The Green Building Council of Australia (GBCA) and the Property Council of Australia have released a new report that highlights recommendations for local governments to drive down carbon emissions and create healthier homes and built spaces for everyone.

Every Building Counts for Local Governments, is a policy plan that demonstrates how industry and government collaboration can drive innovation to build a greener, healthier, and more equitable environment for communities. It’s a companion to two reports tailored for the Federal Government and State and Territory Governments.

And the movement to build better is a justified one. Buildings account for half of Australia’s electricity use, almost a quarter of its emissions, and are the spaces we spend most of our time, with flow on effects to our health and wellbeing. The good news is that we have the technology to decarbonise our buildings now, but it must be done at speed and scale to pave the way for other sectors which face hard-to-abate emissions.

The report shows that local governments are at the helm of transitioning communities to a low emission economy, and this shouldn’t come as a surprise with local governments demonstrating leadership in climate change action for many years, piloting innovative environmental and wellbeing programs. But this movement to drive down carbon emissions can only be achieved if there is a clear plan moving forward – incorporating a steady trajectory for CO2 reductions and a suite of policies will not only provide communities with certainty, but industry too.

That’s where the Every Building Counts report comes in.

The key recommendations of Every Building Counts are:

  • Set a long-term vision for zero-carbon-ready buildings.
  • Support a nationally harmonised approach to phase out fossil fuel gas in buildings and appliances.
  • Accelerate the shift to high-performance, sustainable buildings with targeted incentives.
  • Commit to achieving zero-carbon-ready new and existing government-owned and leased buildings by 2030.
  • Drive the application of trusted, robust, credible rating systems such as Green Star.
  • Adopt a credible national framework for measuring embodied carbon.

What is clear is that local governments have many ways to build the movement for a greener, healthier and more equitable environment for their communities, with three key tools being:

  • leadership initiatives
  • a commitment to zero-carbon-ready buildings, and
  • explicit steps to encourage electrification in their communities, including support for low-income households for energy-efficient, all-electric upgrades for homes, and incentives for local businesses and commercial buildings to follow in local government’s footsteps.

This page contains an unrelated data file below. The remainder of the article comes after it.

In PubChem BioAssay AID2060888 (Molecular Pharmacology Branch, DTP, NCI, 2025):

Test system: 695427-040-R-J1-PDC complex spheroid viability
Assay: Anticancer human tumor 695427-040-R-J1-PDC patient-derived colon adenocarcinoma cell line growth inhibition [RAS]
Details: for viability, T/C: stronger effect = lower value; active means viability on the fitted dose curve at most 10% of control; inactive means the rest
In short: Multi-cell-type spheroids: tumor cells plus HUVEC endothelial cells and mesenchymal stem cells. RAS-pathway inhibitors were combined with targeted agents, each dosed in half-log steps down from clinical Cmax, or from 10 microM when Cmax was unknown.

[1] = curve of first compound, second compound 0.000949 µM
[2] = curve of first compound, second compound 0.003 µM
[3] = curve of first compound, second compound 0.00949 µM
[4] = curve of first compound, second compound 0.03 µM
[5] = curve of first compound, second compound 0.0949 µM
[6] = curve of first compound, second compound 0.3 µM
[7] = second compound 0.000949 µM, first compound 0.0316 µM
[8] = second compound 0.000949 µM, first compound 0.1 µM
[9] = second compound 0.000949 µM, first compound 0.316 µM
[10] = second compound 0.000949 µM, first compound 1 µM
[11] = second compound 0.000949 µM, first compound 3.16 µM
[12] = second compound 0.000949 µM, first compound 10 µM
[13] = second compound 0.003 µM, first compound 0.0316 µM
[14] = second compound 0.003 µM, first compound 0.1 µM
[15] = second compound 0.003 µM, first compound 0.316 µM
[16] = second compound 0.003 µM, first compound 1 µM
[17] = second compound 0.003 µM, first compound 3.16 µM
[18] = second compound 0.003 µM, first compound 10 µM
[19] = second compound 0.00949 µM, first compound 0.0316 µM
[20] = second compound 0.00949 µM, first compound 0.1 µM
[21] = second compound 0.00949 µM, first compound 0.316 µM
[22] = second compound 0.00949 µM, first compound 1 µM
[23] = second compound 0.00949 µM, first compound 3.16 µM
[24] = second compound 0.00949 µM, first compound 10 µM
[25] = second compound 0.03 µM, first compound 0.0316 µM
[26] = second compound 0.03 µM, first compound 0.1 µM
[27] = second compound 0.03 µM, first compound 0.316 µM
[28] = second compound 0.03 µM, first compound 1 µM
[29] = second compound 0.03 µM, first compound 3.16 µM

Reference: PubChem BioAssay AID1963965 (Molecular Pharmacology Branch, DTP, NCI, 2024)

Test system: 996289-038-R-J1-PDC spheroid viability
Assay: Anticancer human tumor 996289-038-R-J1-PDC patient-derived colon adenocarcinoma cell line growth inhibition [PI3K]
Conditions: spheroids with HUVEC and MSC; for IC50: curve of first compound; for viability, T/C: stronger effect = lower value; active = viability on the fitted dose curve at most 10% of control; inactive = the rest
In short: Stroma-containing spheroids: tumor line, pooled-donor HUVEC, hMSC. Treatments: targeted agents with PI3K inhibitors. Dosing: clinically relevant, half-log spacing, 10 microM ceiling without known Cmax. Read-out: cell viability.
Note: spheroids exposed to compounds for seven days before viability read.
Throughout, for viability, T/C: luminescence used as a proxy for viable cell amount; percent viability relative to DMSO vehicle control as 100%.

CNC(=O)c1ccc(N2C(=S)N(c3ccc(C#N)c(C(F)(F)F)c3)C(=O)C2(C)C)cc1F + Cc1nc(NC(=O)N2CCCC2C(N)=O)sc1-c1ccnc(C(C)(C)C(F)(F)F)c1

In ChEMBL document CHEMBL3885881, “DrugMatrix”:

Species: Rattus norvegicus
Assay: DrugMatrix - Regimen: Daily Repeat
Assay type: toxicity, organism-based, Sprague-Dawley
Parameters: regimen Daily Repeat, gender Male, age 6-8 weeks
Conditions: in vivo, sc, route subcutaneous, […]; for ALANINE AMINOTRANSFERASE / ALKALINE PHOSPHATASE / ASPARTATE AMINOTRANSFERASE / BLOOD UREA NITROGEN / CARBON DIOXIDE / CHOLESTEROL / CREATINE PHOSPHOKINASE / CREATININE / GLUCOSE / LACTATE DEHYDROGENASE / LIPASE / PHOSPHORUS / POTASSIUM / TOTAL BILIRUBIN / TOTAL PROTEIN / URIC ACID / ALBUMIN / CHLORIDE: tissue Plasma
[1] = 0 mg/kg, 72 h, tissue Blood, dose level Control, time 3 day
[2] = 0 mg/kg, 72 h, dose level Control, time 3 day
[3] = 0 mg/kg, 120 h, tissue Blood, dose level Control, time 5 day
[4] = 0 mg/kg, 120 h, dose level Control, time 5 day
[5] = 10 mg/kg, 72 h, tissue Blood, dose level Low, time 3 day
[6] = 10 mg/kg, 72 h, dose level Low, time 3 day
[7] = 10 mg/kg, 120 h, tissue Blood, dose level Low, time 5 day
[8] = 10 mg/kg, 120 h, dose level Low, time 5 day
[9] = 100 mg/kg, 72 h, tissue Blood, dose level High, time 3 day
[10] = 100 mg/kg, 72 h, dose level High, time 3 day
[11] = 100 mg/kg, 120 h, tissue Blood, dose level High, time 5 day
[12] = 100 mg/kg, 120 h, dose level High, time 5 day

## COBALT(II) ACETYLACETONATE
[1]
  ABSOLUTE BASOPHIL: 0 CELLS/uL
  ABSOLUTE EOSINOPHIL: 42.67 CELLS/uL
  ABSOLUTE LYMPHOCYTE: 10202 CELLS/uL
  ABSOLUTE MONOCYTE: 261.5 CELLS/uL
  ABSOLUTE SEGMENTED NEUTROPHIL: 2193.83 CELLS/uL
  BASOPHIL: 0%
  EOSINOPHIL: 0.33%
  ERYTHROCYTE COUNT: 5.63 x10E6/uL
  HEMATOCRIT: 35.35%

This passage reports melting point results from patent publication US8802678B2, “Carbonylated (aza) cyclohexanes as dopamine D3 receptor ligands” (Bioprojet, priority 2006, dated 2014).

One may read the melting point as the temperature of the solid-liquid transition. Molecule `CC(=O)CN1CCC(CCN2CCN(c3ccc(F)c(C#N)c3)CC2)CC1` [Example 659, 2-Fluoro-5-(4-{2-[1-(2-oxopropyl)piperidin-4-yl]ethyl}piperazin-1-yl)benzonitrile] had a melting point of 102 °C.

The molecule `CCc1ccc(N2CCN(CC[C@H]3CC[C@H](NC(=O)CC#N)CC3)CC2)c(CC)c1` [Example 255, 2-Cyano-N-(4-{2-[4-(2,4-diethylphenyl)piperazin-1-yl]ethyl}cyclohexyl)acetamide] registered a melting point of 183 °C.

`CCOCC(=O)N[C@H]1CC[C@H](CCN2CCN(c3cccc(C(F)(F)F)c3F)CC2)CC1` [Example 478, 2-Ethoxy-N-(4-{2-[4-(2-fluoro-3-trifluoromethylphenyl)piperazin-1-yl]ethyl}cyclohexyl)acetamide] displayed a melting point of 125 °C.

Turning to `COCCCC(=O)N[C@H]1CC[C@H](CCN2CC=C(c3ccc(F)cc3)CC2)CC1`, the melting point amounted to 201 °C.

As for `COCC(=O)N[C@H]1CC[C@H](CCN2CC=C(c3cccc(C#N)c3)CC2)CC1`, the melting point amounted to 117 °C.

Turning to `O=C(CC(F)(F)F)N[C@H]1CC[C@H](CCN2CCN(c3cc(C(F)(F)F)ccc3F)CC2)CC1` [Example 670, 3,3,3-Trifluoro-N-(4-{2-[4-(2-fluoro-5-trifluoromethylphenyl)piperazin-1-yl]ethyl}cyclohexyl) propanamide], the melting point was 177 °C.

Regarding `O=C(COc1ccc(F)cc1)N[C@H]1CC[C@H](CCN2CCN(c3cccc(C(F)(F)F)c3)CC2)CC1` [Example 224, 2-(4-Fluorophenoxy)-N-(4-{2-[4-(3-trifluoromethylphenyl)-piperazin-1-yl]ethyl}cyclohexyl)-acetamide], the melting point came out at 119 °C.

GBCA CEO, Davina Rooney said the report reiterates the importance of local governments continuing to demonstrate climate leadership.

“Our local governments have been at the global forefront of climate action innovation,” Ms Rooney said.

“In recent years we have seen them step up to lead the charge on policies and programs that accelerate action on energy efficiency, emissions reduction and electrification for homes and buildings in their communities.”

Property Council Victorian Executive Director Cath Evans agreed, urging local governments to move with coordinated and targeted actions to address building emissions, and that without unified movement, the net zero transition will not be totally successful.

“Every Building Counts recognises that every level of government has an important role to play in setting policies that support full decarbonisation of new and existing buildings.

“For local government, the recommendations in this report and ready-made examples of successful initiatives provide a platform for the next phase of locally-led reforms,” Ms Evans said.

To be on track for a greener, healthier, and more equitable built environment, the importance of local governments cannot be understated. Should local governments set a clear plan, a steady trajectory for emissions reductions and highlight policies to provide communities and industry with certainty, that path towards healthy spaces with low emissions will be undoubtedly smoother.

To read the report, head to